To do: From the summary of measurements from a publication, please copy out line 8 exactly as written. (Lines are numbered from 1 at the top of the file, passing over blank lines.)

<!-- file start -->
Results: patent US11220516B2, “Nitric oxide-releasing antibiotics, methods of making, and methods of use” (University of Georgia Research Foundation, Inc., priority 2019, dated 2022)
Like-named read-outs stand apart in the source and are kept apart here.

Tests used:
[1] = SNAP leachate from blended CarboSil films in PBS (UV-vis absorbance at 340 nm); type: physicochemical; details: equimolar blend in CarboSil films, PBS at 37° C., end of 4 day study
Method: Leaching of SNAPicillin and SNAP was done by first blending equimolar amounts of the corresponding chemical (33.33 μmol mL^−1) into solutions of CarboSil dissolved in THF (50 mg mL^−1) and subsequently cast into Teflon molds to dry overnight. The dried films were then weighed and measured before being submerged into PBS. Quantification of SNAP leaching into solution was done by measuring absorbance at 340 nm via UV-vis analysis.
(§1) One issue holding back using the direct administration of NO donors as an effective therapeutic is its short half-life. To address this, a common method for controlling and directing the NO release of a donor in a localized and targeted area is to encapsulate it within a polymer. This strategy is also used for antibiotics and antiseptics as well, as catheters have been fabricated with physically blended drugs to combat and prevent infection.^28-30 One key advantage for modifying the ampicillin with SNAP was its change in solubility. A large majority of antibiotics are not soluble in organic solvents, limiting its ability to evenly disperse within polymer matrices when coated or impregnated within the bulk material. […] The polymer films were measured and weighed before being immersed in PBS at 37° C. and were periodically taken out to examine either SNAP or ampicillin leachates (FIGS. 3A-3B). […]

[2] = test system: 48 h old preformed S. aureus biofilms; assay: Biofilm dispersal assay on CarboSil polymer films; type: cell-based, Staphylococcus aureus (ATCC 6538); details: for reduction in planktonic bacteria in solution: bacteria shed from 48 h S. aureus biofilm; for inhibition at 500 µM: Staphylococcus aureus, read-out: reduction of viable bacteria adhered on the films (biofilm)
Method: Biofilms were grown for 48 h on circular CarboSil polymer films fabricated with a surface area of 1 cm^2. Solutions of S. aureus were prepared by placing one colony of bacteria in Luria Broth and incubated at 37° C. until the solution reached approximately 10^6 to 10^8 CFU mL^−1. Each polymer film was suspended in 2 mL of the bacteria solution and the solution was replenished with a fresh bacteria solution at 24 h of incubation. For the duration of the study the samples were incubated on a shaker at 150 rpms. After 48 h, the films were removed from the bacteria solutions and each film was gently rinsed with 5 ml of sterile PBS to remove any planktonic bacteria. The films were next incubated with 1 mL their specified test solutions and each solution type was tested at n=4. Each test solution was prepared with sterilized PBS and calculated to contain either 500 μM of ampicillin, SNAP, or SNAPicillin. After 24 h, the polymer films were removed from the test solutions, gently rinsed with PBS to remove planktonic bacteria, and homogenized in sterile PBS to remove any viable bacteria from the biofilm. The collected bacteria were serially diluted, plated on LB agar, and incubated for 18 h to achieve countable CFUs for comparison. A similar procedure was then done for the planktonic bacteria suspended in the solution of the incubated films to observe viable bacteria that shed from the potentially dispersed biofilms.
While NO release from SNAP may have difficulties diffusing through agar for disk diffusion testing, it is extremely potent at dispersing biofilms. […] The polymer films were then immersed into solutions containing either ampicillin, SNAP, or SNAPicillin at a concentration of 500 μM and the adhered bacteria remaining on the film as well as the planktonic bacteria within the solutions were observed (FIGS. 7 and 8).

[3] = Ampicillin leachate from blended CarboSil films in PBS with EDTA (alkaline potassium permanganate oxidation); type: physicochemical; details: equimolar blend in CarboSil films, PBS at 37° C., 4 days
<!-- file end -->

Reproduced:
Method: Biofilms were grown for 48 h on circular CarboSil polymer films fabricated with a surface area of 1 cm^2. Solutions of S. aureus were prepared by placing one colony of bacteria in Luria Broth and incubated at 37° C. until the solution reached approximately 10^6 to 10^8 CFU mL^−1. Each polymer film was suspended in 2 mL of the bacteria solution and the solution was replenished with a fresh bacteria solution at 24 h of incubation. For the duration of the study the samples were incubated on a shaker at 150 rpms. After 48 h, the films were removed from the bacteria solutions and each film was gently rinsed with 5 ml of sterile PBS to remove any planktonic bacteria. The films were next incubated with 1 mL their specified test solutions and each solution type was tested at n=4. Each test solution was prepared with sterilized PBS and calculated to contain either 500 μM of ampicillin, SNAP, or SNAPicillin. After 24 h, the polymer films were removed from the test solutions, gently rinsed with PBS to remove planktonic bacteria, and homogenized in sterile PBS to remove any viable bacteria from the biofilm. The collected bacteria were serially diluted, plated on LB agar, and incubated for 18 h to achieve countable CFUs for comparison. A similar procedure was then done for the planktonic bacteria suspended in the solution of the incubated films to observe viable bacteria that shed from the potentially dispersed biofilms.